Front Page Titles (by Subject) TO AROHIBALD THWEAT - The Works, vol. 12 (Correspondence and Papers 1816-1826)
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TO AROHIBALD THWEAT - Thomas Jefferson, The Works, vol. 12 (Correspondence and Papers 1816-1826) 
The Works of Thomas Jefferson, Federal Edition (New York and London, G.P. Putnam’s Sons, 1904-5). Vol. 12.
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TO AROHIBALD THWEAT
Monticello, January 19, 1821
—I duly received your favor of the 11th, covering Judge Roane’s letter, which I now return. Of the kindness of his sentiments expressed towards myself I am highly sensible; and could I believe that my public services had merited the approbation he so indulgently bestows, the satisfaction I should derive from it would be reward enough to his wish that I would take a part in the transactions of the present day. I am sensible of my incompetence. For first, I know little about them, having long withdrawn my attention from public affairs, and resigned myself with folded arms to the care of those who are to care for us all. And, next, the hand of time pressing heavily on me, in mind as well as body, leaves to neither sufficient energy to engage in public contentions. I am sensible of the inroads daily making by the federal, into the jurisdiction of its co-ordinate associates, the State governments. The legislative and executive branches may sometimes err, but elections and dependence will bring them to rights. The judiciary branch is the instrument which, working like gravity, without intermission, is to press us at last into one consolidated mass. Against this I know no one who, equally with Judge Roane himself, possesses the power and the courage to make resistance; and to him I look, and have long looked, as our strongest bulwark. If Congress fails to shield the States from dangers so palpable and so imminent, the States must shield themselves, and meet the invader foot to foot. This is already half done by Colonel Taylor’s book; because a conviction that we are right accomplishes half the difficulty of correcting wrong. This book is the most effectual retraction of our government to its original principles which has ever yet been sent by heaven to our aid. Every State in the Union should give a copy to every member they elect, as a standing instruction, and ours should set the example. Accept with Mrs. Thweat the assurance of my affectionate and respectful attachment.1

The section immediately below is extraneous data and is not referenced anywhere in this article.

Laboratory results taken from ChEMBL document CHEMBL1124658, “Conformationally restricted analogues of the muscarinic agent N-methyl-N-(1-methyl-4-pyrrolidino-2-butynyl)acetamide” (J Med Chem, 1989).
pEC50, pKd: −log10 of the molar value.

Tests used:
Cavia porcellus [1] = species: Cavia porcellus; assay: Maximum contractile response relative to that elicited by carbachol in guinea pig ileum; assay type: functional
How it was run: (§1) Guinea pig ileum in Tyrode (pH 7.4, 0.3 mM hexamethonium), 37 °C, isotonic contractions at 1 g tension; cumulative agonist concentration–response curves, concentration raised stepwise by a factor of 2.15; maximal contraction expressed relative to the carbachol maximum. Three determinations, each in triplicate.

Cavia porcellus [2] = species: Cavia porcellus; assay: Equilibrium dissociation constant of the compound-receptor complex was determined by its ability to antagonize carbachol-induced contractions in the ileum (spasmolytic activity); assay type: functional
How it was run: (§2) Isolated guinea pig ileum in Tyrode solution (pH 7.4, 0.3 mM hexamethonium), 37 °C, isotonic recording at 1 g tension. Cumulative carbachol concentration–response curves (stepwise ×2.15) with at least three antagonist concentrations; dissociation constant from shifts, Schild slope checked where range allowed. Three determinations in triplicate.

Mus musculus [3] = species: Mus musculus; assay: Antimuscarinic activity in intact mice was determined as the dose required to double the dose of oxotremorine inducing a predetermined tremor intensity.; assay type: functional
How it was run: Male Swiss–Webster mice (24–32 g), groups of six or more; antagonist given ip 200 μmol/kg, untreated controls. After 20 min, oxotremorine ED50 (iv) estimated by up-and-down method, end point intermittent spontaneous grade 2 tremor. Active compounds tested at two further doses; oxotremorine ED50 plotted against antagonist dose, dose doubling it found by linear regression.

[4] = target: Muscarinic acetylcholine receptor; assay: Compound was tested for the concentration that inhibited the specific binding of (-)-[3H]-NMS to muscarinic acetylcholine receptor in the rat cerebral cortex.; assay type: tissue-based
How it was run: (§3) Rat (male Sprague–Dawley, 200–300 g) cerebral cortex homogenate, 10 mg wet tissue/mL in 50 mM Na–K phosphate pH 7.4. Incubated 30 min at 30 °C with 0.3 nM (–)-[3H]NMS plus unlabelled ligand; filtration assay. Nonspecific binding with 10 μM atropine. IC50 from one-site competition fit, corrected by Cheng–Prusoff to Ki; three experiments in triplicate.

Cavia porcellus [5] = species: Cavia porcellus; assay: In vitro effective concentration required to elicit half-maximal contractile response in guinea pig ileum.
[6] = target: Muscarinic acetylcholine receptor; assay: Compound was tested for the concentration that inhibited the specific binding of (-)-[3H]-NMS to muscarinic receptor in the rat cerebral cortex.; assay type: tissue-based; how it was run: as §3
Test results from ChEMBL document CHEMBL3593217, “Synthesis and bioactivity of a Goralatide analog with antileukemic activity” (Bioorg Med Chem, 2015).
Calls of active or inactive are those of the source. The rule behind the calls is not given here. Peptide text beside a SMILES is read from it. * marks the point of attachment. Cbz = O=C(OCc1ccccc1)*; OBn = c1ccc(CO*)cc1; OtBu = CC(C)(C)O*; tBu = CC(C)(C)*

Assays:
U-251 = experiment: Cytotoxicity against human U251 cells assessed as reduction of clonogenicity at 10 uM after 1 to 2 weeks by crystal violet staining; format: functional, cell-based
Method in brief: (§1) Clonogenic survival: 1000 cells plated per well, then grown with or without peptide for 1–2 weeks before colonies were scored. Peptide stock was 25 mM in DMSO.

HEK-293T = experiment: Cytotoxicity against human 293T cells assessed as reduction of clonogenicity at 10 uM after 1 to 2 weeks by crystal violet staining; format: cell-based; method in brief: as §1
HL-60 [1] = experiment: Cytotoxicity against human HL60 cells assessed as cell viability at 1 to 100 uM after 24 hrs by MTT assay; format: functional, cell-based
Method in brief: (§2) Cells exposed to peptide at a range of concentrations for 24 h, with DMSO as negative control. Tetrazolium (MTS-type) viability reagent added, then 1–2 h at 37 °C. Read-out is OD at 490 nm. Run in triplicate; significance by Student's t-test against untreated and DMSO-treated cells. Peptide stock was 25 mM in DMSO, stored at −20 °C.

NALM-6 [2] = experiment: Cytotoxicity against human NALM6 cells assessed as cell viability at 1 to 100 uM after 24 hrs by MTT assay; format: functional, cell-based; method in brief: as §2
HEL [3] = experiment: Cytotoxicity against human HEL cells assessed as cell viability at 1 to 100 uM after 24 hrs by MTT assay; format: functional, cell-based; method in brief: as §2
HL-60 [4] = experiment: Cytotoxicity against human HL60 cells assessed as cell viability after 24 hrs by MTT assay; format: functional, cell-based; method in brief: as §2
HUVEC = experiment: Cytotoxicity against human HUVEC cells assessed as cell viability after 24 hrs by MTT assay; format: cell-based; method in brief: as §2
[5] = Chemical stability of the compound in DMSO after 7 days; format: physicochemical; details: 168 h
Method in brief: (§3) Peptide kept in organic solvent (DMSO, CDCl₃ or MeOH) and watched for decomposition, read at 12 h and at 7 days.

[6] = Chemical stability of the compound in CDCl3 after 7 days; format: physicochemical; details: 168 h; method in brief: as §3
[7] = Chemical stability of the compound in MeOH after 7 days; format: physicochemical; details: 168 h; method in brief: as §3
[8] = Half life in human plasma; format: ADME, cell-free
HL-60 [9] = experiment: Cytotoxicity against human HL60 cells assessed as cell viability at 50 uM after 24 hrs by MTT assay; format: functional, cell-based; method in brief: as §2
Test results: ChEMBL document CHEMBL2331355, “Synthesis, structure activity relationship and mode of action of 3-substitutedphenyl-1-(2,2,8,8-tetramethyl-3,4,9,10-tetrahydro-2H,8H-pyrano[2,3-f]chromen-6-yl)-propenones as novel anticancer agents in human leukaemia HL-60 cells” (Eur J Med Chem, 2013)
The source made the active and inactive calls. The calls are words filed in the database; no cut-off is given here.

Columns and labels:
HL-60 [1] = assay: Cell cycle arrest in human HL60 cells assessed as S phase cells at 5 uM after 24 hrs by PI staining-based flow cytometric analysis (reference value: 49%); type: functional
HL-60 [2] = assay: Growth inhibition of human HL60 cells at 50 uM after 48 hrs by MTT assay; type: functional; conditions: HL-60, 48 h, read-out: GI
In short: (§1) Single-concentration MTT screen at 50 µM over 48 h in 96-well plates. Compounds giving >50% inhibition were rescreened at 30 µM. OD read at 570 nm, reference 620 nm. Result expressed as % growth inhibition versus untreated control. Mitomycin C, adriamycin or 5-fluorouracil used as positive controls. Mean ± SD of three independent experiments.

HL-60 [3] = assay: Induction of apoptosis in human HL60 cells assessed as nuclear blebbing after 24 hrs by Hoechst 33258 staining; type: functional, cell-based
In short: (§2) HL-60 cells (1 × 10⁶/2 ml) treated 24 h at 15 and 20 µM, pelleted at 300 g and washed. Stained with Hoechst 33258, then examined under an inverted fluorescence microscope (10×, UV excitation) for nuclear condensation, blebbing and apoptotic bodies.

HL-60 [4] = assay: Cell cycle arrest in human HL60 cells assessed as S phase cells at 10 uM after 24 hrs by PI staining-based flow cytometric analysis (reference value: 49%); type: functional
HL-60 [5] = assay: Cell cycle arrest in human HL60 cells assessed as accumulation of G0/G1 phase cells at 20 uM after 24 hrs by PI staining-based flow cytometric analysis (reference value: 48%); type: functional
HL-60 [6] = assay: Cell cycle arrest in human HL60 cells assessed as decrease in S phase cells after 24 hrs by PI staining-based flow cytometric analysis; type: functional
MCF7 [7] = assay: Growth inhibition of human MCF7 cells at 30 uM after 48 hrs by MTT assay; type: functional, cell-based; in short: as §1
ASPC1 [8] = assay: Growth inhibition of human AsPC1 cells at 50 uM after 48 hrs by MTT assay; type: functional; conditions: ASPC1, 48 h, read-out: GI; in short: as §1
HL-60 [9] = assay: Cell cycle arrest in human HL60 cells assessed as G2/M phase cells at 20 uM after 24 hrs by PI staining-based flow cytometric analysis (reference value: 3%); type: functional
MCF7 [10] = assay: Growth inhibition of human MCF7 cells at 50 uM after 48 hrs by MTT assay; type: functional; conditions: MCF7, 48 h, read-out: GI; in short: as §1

[1 ]Jefferson again wrote to Thweat:
Monticello, Dec. 24, 21
—I have duly received your two favors of Nov. 6. & Dec. 13. requesting me to consent to the publication of my opinion on the encroachments of the judiciary of the U.S. expressed in a former letter to you, but my dear Sir, there is a time for things; for advancing and for retiring; for a Sabbath of rest as well as for days of labor, and surely that Sabbath has arrived for one near entering on his 80th year. Tranquility is the summum bonum of that age. I wish now for quiet, to withdraw from the broils of the world, to soothe enmities and to die in the peace and good will of all mankind. The thing too which you request has been done in substance. In the extract of a letter, published with my consent, recommending Colo. Taylor’s book, and in a letter to a Mr. Jarvis, who wrote and sent me a book entitled the Republican, in which letter, I formally combated his heretical doctrine that the judiciary is the ultimate expounder and arbiter of all constitutional questions. You are not aware of the inveterate hatred still rankling in the hearts of some of our old tories. I received the last summer a 4th of July oration from the son of a deceased friend. In my answer I commended it’s principles in moderate and inoffensive terms, expressing at the same time my affections for his father. He published my letter, and it drew on me torrents of abuse, from particular tory papers, in the revived spirit of 96. and 1800. Their columns were filled with Billingsgate against me, for several months. No, my dear friend, permit me at length to retire from the angry passions of mankind and to pass in undisturbed repose the few days remaining to me of life. They will surely be past in sentiments of sincere esteem and respect for yourself, and affectionate attachment to Mrs. Thweat.